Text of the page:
Perceptions and attitudes of a Maasai community in southern Kenya regarding predator-damage compensation, wildlife conservation and the predators that prey on their livestock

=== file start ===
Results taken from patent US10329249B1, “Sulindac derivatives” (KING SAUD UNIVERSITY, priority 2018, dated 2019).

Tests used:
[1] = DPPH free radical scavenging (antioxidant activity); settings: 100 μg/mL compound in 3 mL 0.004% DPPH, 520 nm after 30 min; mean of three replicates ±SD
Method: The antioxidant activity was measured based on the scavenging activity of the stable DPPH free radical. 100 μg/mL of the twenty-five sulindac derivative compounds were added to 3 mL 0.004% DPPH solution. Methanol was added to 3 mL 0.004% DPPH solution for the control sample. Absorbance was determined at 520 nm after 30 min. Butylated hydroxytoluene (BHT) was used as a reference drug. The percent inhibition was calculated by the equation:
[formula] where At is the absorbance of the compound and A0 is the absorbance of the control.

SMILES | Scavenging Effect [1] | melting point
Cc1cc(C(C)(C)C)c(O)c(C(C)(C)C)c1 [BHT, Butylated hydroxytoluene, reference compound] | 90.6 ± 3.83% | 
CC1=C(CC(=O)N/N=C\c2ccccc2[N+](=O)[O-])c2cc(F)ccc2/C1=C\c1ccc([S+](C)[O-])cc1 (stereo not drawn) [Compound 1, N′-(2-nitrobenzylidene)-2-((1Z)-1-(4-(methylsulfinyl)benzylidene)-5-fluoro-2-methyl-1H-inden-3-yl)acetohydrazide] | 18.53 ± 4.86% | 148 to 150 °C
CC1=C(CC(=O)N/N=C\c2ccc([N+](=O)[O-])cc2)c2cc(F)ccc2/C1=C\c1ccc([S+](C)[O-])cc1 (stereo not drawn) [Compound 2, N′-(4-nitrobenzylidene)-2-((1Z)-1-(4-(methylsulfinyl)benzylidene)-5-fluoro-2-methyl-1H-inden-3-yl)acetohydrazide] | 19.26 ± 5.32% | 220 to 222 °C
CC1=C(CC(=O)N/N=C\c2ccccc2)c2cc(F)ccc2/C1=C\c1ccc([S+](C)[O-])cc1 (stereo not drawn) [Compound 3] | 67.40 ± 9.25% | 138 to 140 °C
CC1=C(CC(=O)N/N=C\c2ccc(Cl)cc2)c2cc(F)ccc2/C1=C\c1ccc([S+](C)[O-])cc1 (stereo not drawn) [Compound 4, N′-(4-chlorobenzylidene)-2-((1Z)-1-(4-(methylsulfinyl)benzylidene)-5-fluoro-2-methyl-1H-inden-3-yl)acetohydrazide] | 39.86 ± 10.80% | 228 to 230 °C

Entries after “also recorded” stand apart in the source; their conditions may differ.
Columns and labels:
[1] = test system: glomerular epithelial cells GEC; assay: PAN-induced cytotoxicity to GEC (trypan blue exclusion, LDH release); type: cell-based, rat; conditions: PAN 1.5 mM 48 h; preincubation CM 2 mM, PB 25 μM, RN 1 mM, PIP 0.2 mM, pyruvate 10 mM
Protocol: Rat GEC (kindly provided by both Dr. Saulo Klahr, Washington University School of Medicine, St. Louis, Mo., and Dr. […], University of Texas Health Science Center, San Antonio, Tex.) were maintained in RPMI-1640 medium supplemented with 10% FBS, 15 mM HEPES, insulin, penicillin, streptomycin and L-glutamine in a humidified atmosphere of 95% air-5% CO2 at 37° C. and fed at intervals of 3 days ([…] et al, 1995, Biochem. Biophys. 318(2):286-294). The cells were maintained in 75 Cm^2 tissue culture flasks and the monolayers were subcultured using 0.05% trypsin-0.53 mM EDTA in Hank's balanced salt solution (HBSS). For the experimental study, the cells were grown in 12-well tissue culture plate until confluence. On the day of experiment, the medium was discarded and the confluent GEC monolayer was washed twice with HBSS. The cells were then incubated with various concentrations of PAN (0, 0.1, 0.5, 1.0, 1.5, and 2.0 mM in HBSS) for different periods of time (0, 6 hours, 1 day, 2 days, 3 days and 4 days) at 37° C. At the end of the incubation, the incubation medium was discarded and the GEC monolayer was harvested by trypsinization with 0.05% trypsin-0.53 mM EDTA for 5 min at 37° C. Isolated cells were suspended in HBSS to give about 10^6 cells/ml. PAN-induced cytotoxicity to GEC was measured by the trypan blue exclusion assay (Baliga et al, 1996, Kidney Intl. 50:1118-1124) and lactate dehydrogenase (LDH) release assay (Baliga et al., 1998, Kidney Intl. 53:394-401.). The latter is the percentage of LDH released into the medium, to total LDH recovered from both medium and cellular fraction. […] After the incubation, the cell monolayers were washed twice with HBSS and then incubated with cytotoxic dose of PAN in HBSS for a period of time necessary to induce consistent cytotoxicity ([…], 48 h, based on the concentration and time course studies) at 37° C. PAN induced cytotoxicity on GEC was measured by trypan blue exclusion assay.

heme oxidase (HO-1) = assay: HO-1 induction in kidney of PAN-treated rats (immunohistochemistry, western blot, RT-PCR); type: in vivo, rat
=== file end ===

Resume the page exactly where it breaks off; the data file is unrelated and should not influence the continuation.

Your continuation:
World-wide, carnivore numbers are declining, largely, due to conflict with humans. Wildlife-damage compensation schemes are one potential way to increase tolerance for carnivores while minimizing the financial losses people incur when carnivores prey on their livestock. The Predator Compensation Fund is one such scheme. Operating on Mbirikani Group Ranch, a communally owned area in southern Kenya’s Maasailand, the Predator Compensation Fund compensates owners for livestock attacked/killed by lion (Panthera leo), cheetah (Acinonyx jubatus), leopard (Panthera pardus) and spotted hyena (Crocuta crocuta), as well as 5 other mammalian species, in hopes of conserving the remaining local populations of these carnivores. This study examines the Predator Compensation Fund and the attitudes, perceptions and opinions of the Mbirikani Group Ranch community regarding the Predator Compensation Fund and carnivores. Selected using stratified random selection, 101 subjects (men and women) were interviewed in September and October, 2005, using a semi-structured interview format with open-ended questions. The results show that although the Predator Compensation Fund has increased tolerance levels for carnivores and the subjects indicated a desire for the project to continue, they also felt the project was unfair and inequitable. Many subjects also lacked an adequate understanding of the project, which lead to misperceptions and further negative attitudes towards the Predator Compensation Fund, carnivores and project administrators. Successful resolution of these issues will depend on frequent and extensive education efforts by the project for all community members, as well timely project information dissemination, which will serve to increase the project’s transparency. Additionally, adjustments to some rules and procedures are recommended to increase perceptions of fairness in the project, for both the community and the project, and to help shift the responsibility back to the community for properly protecting their livestock against carnivore attacks. Alternatives to compensation and the community’s willingness to accept alternatives to compensation are also investigated here. Implementing effective, resolution-minded changes should have significant positive effects for the Predator Compensation Fund, Mbirikani Group Ranch and, ultimately, carnivores.